from The American Heritage® Dictionary of the English Language, 4th Edition
- n. Something produced in the making of something else.
- n. A secondary result; a side effect.
from Wiktionary, Creative Commons Attribution/Share-Alike License
- n. A secondary or additional product; something produced, as in the course of a manufacture, in addition to the principal product.
Sorry, no etymologies found.
Poor chemistry was a byproduct from the combined $66.5 million contracts given to cornerback Drayton Florence and wide receiver Jerry Porter, who didn't play up to their salaries, causing resentment among some veterans.
The second byproduct is of course oxygen – hence the name ‘Air Tree’!
It would be a start to running cleaner city buses, it would recycle a useful byproduct from the school cafeterias that the School District is currently paying to remove.
Glycerin is a natural byproduct from the biodiesel refining process.
Getting rich was just a natural long-term byproduct, they say.
In a recent editorial, Harvard's Stephen Goldsmith discusses why it's time for all levels of government, from local to federal, to come to grips with the fact that today's budget deficits are not a short-term byproduct of the recession.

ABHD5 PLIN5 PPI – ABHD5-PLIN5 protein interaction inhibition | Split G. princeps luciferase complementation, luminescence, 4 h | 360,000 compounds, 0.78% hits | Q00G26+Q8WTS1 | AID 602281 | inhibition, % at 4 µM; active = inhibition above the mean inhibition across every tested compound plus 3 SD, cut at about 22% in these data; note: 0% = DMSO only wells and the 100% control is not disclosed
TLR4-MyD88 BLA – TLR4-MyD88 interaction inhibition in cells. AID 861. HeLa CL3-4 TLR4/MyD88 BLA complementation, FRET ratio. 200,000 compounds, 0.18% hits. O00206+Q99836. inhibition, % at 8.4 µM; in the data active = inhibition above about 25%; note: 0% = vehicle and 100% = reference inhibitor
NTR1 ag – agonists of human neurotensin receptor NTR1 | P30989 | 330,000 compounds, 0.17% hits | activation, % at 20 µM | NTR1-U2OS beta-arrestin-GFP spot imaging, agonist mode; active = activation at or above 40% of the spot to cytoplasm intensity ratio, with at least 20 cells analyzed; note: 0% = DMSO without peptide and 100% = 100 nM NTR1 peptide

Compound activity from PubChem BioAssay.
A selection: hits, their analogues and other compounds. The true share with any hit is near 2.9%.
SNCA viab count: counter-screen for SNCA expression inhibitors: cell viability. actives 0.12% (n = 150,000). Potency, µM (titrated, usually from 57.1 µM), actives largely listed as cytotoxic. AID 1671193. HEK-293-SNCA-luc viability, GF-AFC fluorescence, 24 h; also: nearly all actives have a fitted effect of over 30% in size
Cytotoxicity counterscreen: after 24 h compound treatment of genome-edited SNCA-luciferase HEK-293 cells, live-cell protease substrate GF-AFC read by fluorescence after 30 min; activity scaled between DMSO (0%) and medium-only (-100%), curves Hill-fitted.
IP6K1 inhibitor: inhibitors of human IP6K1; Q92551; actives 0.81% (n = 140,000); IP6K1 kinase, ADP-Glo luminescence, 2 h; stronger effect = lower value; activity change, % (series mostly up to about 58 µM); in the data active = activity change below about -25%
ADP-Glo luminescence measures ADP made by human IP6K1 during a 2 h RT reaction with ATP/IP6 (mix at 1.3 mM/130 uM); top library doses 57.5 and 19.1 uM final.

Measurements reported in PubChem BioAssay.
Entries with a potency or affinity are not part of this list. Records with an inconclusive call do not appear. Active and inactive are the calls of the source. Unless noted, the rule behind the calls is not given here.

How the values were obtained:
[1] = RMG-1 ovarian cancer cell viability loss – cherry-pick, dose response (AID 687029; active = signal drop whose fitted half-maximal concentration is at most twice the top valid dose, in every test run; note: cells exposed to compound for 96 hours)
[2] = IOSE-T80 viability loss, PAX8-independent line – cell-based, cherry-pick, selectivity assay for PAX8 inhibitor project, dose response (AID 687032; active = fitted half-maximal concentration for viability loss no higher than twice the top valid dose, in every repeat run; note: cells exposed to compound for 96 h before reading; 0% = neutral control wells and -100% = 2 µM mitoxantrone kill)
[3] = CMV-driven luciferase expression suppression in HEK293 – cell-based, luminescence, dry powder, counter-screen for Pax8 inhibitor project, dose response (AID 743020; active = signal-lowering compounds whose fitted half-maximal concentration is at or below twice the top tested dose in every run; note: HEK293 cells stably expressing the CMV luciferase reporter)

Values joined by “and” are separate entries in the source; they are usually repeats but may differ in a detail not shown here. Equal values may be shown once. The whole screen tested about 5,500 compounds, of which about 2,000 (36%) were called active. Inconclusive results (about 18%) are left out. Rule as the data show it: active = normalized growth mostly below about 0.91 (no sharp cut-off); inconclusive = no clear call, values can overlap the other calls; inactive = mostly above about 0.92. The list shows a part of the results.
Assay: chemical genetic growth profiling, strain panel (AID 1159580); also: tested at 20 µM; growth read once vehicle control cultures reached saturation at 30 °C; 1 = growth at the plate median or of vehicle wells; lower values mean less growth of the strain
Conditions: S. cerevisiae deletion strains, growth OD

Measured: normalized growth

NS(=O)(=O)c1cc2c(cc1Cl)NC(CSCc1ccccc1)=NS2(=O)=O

I was going to say that methane can be used as a fuel, but then when used, it’s byproduct is CO2 as with all combustions, for whatever fuel it might be ‘feedstock’ for.
If you want to master shooting, a good quality air rifle is the best way and the byproduct is the ammo is cheap and you can shoot it in your backyard!
Stirling engines not only generate electricity but produce heat as a byproduct, which is used by individuals in some developed countries to heat homes and water.
Now, this is causing an unexpected byproduct, which is very interesting here.
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